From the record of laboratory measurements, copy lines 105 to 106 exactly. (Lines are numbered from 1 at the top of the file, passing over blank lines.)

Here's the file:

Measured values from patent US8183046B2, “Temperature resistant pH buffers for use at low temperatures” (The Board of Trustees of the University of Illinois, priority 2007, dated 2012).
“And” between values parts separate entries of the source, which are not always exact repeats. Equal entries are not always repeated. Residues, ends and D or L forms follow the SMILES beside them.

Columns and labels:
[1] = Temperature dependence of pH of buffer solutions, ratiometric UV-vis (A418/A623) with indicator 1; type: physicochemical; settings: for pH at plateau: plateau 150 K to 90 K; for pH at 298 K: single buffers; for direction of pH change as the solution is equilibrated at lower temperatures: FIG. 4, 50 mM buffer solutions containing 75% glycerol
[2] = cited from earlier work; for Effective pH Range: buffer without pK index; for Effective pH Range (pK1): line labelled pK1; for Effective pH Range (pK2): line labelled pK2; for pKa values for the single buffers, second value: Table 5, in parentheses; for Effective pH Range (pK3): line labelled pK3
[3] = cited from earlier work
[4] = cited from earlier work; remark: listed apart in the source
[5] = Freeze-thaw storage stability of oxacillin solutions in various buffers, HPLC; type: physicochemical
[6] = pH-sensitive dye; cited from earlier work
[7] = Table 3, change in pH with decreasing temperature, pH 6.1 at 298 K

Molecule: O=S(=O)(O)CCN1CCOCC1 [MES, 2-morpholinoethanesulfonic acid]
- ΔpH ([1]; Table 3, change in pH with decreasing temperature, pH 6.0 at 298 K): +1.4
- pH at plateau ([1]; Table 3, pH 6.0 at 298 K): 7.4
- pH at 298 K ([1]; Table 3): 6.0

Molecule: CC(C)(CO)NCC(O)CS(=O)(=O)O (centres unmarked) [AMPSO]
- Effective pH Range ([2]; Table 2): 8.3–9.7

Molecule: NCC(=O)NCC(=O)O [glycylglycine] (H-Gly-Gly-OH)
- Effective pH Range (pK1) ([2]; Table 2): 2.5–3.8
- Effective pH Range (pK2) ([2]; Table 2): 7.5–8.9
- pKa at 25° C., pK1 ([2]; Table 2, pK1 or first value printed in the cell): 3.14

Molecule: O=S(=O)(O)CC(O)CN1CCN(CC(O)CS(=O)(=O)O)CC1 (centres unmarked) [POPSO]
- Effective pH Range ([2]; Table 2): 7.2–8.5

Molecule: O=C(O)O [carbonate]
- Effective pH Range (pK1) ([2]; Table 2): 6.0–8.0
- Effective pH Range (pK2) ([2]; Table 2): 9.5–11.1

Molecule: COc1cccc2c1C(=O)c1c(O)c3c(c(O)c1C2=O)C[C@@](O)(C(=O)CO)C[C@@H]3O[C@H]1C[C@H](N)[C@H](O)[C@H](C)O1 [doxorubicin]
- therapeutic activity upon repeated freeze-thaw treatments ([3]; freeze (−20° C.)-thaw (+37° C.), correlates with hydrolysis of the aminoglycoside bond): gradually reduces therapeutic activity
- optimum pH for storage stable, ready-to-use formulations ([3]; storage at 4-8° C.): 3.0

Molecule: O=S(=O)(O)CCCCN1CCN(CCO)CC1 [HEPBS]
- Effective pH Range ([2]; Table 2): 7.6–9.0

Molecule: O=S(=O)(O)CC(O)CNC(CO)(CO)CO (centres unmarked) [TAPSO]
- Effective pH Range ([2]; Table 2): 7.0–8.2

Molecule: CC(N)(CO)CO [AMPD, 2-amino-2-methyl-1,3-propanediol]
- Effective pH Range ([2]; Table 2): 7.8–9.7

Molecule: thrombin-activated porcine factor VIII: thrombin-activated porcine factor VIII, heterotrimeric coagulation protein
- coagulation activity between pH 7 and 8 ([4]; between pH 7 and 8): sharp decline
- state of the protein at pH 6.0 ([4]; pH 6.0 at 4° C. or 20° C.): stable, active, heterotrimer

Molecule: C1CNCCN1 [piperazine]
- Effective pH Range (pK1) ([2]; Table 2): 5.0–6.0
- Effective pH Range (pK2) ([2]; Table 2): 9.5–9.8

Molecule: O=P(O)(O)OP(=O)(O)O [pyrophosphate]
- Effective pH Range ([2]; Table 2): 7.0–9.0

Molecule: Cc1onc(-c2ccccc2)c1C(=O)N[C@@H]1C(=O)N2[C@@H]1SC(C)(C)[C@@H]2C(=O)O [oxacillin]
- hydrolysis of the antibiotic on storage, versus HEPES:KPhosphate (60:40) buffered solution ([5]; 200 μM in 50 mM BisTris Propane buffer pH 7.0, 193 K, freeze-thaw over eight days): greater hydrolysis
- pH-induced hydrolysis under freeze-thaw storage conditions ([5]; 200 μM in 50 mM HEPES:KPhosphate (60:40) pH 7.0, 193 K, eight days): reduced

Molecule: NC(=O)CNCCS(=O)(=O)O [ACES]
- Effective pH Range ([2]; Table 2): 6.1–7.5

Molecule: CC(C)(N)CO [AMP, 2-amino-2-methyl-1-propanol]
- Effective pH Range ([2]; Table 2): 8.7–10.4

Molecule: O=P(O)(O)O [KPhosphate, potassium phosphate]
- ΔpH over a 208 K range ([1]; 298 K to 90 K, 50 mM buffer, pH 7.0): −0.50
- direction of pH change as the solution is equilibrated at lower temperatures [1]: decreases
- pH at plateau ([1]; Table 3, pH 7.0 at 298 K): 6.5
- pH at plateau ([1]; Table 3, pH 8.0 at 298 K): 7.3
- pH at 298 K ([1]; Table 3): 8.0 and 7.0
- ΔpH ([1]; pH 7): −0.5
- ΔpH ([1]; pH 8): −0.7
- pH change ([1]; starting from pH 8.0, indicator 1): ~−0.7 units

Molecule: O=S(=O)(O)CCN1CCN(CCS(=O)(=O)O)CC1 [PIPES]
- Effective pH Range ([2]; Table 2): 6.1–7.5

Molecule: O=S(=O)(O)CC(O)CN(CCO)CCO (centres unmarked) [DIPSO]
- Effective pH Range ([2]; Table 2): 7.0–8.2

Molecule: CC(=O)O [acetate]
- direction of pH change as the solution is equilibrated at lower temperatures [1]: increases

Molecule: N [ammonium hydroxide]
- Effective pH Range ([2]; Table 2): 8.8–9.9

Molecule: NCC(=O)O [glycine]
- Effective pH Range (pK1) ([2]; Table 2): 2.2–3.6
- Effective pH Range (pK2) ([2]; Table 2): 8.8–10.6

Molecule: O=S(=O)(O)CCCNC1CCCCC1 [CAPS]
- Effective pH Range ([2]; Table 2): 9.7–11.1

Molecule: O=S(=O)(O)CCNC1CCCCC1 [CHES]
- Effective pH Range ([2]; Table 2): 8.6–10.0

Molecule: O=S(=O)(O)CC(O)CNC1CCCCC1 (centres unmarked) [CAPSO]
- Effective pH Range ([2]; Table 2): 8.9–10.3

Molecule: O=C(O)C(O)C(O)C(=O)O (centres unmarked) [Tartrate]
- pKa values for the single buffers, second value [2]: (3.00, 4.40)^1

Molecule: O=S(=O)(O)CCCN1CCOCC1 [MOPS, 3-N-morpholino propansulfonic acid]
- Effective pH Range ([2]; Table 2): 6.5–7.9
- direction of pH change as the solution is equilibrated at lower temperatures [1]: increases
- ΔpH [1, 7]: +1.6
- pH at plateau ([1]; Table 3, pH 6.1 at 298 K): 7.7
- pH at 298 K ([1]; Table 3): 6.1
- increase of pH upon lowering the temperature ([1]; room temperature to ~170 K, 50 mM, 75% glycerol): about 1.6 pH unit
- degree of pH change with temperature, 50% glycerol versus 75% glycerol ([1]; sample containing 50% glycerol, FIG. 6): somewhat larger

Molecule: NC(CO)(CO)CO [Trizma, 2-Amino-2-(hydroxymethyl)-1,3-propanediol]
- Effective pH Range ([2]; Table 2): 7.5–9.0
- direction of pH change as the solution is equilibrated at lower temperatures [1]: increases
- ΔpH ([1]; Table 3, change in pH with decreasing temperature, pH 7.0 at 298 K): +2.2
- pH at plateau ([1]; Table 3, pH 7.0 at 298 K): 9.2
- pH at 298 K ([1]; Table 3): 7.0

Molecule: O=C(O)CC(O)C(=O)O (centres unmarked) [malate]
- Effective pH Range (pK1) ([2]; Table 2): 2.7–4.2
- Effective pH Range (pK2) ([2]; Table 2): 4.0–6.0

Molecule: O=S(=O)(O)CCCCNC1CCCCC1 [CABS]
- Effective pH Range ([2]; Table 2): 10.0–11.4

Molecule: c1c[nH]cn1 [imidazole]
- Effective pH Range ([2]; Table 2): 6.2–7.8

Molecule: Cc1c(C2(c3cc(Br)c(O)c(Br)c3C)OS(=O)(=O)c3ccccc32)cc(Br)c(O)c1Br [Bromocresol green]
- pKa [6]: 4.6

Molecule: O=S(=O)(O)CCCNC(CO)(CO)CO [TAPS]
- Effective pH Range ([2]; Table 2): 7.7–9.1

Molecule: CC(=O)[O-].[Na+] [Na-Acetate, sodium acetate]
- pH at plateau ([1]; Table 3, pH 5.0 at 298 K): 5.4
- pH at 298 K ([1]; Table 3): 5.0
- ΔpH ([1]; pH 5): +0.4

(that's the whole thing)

- pH at 298 K ([1]; Table 3): 5.0
- ΔpH ([1]; pH 5): +0.4